Your desktop, laptop, and mobile phones should all be protected by up-to-date popup blockers, security software, and malware detectors. Ensure that you are protected wherever you browse, click, shop, or make payments online.

9. Practice safe online browsing

Having security software working in the back-end to protect you is important. However, do your part to practice safe online browsing. Never click unknown pop-ups or suspicious ads, links, chats, emails, prizes, videos, downloads, and so on. If you do, immediately close the link and do not fill out forms or share any personal information.

10. Consider tokenized digital payments

Many websites and platforms are turning to tokenized systems for extra security and less risk. Tokens are algorithmically created numbers that represent your personal bank information. This means that your actual account information is never shared, transferred, or stored during online shopping or digital payments.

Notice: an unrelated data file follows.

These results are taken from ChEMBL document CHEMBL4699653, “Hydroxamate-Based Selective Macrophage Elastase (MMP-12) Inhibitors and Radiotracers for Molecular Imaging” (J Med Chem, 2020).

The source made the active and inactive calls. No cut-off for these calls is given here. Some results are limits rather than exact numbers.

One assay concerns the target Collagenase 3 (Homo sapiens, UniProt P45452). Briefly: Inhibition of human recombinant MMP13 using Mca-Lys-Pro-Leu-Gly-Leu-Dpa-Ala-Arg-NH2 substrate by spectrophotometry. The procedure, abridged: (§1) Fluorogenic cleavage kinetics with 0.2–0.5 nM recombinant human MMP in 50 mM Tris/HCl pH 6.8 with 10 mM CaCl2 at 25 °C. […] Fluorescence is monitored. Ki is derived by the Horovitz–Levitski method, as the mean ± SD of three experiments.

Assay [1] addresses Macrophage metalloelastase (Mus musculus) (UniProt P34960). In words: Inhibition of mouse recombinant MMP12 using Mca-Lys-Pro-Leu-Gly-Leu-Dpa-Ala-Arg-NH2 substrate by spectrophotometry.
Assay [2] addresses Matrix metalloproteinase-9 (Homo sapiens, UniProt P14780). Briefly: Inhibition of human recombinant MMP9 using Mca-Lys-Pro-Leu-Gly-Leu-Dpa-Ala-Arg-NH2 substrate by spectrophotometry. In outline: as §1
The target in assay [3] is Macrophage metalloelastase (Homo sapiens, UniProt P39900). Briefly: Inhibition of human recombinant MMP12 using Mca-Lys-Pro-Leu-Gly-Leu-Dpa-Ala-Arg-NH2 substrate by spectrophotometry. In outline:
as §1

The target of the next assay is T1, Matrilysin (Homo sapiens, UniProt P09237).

VoPay, for example, uses tokenization to secure all digital payments—from online shopping to paying bills and transferring money online. 

Learn more about VoPay and secure digital payments.

Tags : Fraud AwarenessFraud Prevention
Philipp Postrehovsky

The author Philipp Postrehovsky

VoPay CMO: Philipp is a product visionary, brand builder and an award-winning marketer who has been involved in the Vancouver tech scene for over 15 years. In 2013 he co-founded RentMoola, which continues to be one of North America's leading fintech companies with the mission to eliminate the rent cheque and modernize rent collection for the enterprise. Before that, he was a brand leader for Mogo Technologies and Wonga Canada and began his career at Electronic Arts. Most recently, he led the marketing team at Progressa which was No. 11 on the 2019 Growth 500 ranking of Canada's Fastest-Growing Companies. He is the founder of Grind For Kids, a program that raised over $1 million for BC Children’s Hospital Foundation and sits on the Board of one of BC’s top independent schools.